Last week we talked about how to determine if you need help gaining investment and what is the best way to give your company an opportunity to close an investment opportunity. Let’s continue the discussion with how to best position your idea, your business, and ultimately yourself as an entrepreneur.

Address your weaknesses and discuss your strengths proactively

Every company has competitive risks and gaps, especially those that are truly in the early stages of development and startup. Angel investors (private investors), venture capitalists, and other potential investors don’t like surprises. They also use this information to assess the risk reward value of a potential investment. Most entrepreneurs approach weaknesses in two ways.

The first approach is to get defensive or to try and mitigate the gaps and competitive risks, but this can raise large concerns to potential investors. First, it can show that when it comes to your small business, you can’t be objective about it. You let your passion for your idea blur your initial judgment and your ability to make effective decisions. Secondly, it  can strain your ability to show that you are a credible leader and ultimately a good custodian of their investment in your business.

The ability to separate the personal views from your professional life can ultimately make or break your ability to raise capital and limit your effectiveness in demonstrating that you can utilize their investment to maximize the potential of your business long term. 

The second approach (and the better one) , is to be proactive in accepting and communicating your weaknesses and demonstrate your ability to identify any potential hurdles and pitfalls, and gameplan an approach to efficiently address them. Micheal Dermer, Founder of The Lonely Entrepreneur puts it this way:

Proactively bring up your deficits and strategy for strengthening your weak points before you are asked about them. This will be a pleasant surprise for investors. They are used to leaders minimizing their weaknesses. They will respect leaders who are honest and willing to put their talent on the line against the challenge. If you acknowledge your weaknesses and state a plan for dealing with them, it creates trust and credibility, increasing your chance of closing an investment.

Let your small business do the talking

Don’t look to hard sell your business to potential investors. Let your offering sell it for you. The big question is “how do you do that?” Using data of course. Venture capital firms and other investors want to see 3rd party data that validates your offering, show the market, the employees, any media coverage, and your customer base.


  • Market


      • Show that the market has interest in your product, that your offering has a market share that can be targeted.


  • Your Employees


      • The focusing on the key members of your team and how talented people are bought into your organization.
    • Customer Base
      • People want to hear from other people, highlighting your current customers and even focusing on testimonials from them can have a huge impact on the overall customer base.


  • Media Coverage


    • Coverage from the media give your brand trust and clout, Leverage recognition to show value.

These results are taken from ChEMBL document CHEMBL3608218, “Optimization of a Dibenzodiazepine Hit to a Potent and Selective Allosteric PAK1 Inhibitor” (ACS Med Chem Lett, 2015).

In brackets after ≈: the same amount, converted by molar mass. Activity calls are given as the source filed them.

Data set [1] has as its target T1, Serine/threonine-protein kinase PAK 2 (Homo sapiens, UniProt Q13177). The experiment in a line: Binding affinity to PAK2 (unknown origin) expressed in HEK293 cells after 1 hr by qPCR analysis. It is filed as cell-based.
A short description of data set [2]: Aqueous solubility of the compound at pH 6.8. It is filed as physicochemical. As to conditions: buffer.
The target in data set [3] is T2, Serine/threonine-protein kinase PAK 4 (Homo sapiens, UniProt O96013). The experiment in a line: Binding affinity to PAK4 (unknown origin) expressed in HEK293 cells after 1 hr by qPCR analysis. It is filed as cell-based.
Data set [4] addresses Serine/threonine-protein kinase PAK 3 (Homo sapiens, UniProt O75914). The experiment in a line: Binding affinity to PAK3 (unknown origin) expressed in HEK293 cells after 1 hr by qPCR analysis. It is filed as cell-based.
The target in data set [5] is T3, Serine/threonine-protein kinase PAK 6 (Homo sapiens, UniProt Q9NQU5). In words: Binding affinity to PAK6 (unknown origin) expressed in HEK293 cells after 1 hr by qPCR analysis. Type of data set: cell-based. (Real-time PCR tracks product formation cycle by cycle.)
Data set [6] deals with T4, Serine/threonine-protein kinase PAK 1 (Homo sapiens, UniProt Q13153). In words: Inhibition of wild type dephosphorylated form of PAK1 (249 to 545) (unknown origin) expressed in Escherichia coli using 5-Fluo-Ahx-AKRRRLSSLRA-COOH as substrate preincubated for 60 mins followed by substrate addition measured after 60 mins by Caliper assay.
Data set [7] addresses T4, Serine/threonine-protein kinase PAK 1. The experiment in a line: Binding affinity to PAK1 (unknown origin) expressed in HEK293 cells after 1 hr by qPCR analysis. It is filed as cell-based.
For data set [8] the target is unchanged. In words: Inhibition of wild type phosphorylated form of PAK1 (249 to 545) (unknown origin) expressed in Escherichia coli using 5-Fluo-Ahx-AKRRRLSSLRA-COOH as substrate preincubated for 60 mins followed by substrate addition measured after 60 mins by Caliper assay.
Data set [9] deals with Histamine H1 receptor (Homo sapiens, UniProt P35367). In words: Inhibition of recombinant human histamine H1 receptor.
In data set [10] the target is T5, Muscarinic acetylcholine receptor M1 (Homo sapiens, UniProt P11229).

The more meaningful 3rd party data you can provide your investors, the more credible you can position your offering to an investor. Let others sell your business so that it can sell itself.

Build a Message Model that gives credibility

Here are a few tips to build a message model for raising capital with potential investors that can help you gain credibility:


  • Offer 3rd party references


      • Validation from others is an extremely powerful tool, especially if you extend the offer before they ask for it. Encouraging potential investors to talk directly to your customers, other employees, and even vendors can help to validate success from the front line rather than through hearsay. Companies that don’t offer references enthusiastically can risk appearing as shaky and a weaker offering than discussed where companies that offer references before being asked show confidant and capable.


  • Avoid using fluff


      • Investors don’t need the extra fluff, calling your product “The greatest discovery since sliced bread” can alienate potential investor backing. Stick to the facts and let your offering sell itself to investors.


  • Avoid talking about potential deals


      • Savvy Investors don’t want to hear about possible deals or partnerships. By discussing potential deals in detail you risk scaring away skeptical investors by possibly signaling to them that you haven’t done much yet with your business.


  • Avoid your emotions about your business


    • Again separating your personal feelings from your professional feelings is difficult to do, but if you let your personal feelings show through in your message model you can risk straining your credibility with the investors.

You want to focus on having investors to either invest or pass on your business not because of your approach to the process, but because of the overall viability of your business and offering.

So this week’s big takeaways are, identify your strengths and weaknesses and know how to address them to investors. Build a solid message model for potential investors that helps give credibility to your offering rather than investors focusing on just your personal assurances. Lastly, let your business offering do the talking through data and 3rd parties. Happy customers, vendors, and employees will always be your best source of validation of success. Come back next week for our 3rd and final section discussing what to know about securing investor backing.